If you can identify with these staggering statistics, take a deep breath and review the following suggestions to guide you to the finish line for a financially successful retirement.
Examine Expenses and Downsize
For many employees, the COVID-19 pandemic has revealed how fragile their financial security is. A recent survey from the National Endowment for Financial Education found that nearly 9 in 10 (88 percent) Americans said that the COVID-19 crisis is causing stress on their personal finances. Americans who are not yet retired but whose finances have been impacted by the pandemic can use this time to review their expenses and reduce unnecessary spending. You’ll need to take inventory of your entire financial situation and determine how much cash will see you through retirement.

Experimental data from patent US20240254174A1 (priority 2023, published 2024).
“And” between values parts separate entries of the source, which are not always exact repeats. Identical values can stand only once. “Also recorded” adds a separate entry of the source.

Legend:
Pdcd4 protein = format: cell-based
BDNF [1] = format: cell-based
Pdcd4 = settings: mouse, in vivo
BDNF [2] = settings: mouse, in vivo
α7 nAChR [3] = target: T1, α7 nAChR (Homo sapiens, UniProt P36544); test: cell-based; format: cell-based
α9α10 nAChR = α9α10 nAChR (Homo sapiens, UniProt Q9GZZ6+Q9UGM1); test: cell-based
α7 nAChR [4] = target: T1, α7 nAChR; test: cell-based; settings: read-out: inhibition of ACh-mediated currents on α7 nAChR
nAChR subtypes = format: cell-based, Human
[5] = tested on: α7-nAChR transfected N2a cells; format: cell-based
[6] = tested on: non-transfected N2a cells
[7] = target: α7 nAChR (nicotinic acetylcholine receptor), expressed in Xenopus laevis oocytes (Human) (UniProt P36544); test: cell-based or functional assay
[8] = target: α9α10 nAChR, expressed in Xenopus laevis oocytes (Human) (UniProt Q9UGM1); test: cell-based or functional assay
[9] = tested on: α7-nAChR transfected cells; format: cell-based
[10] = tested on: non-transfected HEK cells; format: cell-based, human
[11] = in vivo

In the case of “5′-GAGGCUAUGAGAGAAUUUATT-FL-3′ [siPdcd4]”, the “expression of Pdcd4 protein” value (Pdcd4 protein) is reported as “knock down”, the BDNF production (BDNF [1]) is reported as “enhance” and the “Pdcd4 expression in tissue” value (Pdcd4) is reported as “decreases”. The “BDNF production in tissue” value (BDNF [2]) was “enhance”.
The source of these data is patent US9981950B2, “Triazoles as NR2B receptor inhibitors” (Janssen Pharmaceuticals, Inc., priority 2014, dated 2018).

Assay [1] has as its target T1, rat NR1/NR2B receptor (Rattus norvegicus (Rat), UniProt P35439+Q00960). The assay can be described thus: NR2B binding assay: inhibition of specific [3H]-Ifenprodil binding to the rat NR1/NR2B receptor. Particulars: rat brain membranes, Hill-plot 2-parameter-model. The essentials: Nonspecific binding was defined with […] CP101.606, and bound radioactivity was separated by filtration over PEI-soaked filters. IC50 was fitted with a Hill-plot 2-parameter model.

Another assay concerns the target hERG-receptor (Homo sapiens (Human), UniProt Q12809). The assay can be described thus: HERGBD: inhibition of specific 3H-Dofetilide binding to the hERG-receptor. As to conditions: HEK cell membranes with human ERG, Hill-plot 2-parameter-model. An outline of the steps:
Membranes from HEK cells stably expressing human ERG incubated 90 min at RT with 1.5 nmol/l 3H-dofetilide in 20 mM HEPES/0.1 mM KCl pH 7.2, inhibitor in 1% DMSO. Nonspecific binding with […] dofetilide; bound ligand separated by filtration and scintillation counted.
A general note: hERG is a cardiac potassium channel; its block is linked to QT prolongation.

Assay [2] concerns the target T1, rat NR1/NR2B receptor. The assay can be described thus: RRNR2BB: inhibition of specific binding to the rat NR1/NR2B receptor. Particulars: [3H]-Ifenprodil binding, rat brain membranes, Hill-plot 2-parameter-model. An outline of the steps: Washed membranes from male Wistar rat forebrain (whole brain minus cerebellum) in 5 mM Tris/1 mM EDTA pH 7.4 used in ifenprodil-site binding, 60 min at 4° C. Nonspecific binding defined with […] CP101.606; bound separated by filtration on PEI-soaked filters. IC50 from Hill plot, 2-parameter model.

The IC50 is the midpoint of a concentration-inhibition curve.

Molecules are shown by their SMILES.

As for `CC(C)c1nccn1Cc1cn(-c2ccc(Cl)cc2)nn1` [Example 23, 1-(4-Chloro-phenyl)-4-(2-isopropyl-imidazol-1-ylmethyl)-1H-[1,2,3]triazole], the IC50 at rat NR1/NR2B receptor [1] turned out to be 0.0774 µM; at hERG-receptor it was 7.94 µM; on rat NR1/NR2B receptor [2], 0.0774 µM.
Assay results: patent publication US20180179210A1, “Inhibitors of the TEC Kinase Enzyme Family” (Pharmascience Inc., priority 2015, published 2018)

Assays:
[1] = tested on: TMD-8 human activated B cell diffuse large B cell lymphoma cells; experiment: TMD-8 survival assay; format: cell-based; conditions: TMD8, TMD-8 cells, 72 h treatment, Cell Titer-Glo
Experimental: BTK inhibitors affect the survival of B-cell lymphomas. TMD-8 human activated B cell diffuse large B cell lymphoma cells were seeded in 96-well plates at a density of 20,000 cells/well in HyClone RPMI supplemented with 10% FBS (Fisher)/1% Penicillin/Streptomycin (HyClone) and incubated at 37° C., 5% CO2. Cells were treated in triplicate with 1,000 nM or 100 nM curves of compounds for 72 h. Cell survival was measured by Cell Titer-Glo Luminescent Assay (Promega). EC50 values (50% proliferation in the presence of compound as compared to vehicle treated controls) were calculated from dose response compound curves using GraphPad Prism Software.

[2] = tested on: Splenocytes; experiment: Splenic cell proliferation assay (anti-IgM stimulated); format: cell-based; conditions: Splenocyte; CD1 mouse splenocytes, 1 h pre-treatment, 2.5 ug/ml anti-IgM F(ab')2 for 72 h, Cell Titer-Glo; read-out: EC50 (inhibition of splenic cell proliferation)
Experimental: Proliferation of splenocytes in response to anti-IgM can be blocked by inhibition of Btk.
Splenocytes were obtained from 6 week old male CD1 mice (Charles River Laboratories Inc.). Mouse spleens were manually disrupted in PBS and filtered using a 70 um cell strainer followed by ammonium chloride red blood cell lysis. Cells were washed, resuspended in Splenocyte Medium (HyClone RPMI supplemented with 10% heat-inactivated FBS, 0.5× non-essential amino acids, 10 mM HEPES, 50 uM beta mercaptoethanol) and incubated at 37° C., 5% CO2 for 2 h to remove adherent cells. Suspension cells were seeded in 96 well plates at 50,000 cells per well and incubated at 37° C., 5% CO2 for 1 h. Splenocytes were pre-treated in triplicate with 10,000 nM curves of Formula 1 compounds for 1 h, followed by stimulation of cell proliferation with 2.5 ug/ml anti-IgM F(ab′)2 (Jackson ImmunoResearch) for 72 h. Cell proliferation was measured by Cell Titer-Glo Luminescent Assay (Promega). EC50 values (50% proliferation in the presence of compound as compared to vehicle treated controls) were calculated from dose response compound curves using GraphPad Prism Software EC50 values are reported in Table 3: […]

Take Stock of Resources and Make Adjustments
Evaluate what resources you have available. Make any necessary adjustments to savings and portfolio asset allocations, including your 401(k) or 403(b) accounts, pension plans from former or current employers, IRA accounts, and annuities as well as Social Security benefits based on your employment and age. For those who are eligible but not yet drawing Social Security payments, this is a good time to consider how to maximize your benefits.
Decide how much money you want to keep in stocks vs. bonds, based on your risk tolerance and financial goals. Keep in mind, most people need to maintain a stake in stocks, even in retirement, to get the long-term growth they need. But for those who prefer a more cautious strategy—and for older investors who have already amassed enough savings to afford a comfortable retirement—it may make sense to reduce the percentage you invest in stocks and increase your fixed-income holdings.